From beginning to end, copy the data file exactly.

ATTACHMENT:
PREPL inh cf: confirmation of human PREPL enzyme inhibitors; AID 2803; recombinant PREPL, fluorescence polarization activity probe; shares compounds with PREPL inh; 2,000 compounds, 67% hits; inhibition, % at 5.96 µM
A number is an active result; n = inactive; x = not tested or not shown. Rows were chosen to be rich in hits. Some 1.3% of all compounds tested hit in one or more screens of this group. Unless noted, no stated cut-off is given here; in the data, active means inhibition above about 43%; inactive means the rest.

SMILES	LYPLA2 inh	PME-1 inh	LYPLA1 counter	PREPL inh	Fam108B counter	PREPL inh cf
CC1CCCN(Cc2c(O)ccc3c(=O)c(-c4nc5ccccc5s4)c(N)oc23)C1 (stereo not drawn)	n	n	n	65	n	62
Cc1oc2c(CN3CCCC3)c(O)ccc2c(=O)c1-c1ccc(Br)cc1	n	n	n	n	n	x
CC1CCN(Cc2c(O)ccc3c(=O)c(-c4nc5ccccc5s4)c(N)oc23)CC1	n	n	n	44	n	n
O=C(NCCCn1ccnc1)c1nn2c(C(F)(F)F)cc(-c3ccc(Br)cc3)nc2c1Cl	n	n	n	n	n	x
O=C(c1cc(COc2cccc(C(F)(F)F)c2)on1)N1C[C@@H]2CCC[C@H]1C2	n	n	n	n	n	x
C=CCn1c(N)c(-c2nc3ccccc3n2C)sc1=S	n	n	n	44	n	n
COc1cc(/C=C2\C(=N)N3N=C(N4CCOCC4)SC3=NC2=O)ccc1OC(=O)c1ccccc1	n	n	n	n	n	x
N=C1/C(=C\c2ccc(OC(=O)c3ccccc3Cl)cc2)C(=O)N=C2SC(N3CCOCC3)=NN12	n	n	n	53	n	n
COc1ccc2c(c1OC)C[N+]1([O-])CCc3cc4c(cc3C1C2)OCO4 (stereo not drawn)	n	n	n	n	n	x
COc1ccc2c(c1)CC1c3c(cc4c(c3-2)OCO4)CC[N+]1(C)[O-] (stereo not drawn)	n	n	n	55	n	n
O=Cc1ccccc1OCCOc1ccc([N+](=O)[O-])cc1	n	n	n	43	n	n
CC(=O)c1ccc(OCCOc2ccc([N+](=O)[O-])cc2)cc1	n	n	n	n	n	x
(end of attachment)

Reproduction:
PREPL inh cf: confirmation of human PREPL enzyme inhibitors; AID 2803; recombinant PREPL, fluorescence polarization activity probe; shares compounds with PREPL inh; 2,000 compounds, 67% hits; inhibition, % at 5.96 µM
A number is an active result; n = inactive; x = not tested or not shown. Rows were chosen to be rich in hits. Some 1.3% of all compounds tested hit in one or more screens of this group. Unless noted, no stated cut-off is given here; in the data, active means inhibition above about 43%; inactive means the rest.

SMILES	LYPLA2 inh	PME-1 inh	LYPLA1 counter	PREPL inh	Fam108B counter	PREPL inh cf
CC1CCCN(Cc2c(O)ccc3c(=O)c(-c4nc5ccccc5s4)c(N)oc23)C1 (stereo not drawn)	n	n	n	65	n	62
Cc1oc2c(CN3CCCC3)c(O)ccc2c(=O)c1-c1ccc(Br)cc1	n	n	n	n	n	x
CC1CCN(Cc2c(O)ccc3c(=O)c(-c4nc5ccccc5s4)c(N)oc23)CC1	n	n	n	44	n	n
O=C(NCCCn1ccnc1)c1nn2c(C(F)(F)F)cc(-c3ccc(Br)cc3)nc2c1Cl	n	n	n	n	n	x
O=C(c1cc(COc2cccc(C(F)(F)F)c2)on1)N1C[C@@H]2CCC[C@H]1C2	n	n	n	n	n	x
C=CCn1c(N)c(-c2nc3ccccc3n2C)sc1=S	n	n	n	44	n	n
COc1cc(/C=C2\C(=N)N3N=C(N4CCOCC4)SC3=NC2=O)ccc1OC(=O)c1ccccc1	n	n	n	n	n	x
N=C1/C(=C\c2ccc(OC(=O)c3ccccc3Cl)cc2)C(=O)N=C2SC(N3CCOCC3)=NN12	n	n	n	53	n	n
COc1ccc2c(c1OC)C[N+]1([O-])CCc3cc4c(cc3C1C2)OCO4 (stereo not drawn)	n	n	n	n	n	x
COc1ccc2c(c1)CC1c3c(cc4c(c3-2)OCO4)CC[N+]1(C)[O-] (stereo not drawn)	n	n	n	55	n	n
O=Cc1ccccc1OCCOc1ccc([N+](=O)[O-])cc1	n	n	n	43	n	n
CC(=O)c1ccc(OCCOc2ccc([N+](=O)[O-])cc2)cc1	n	n	n	n	n	x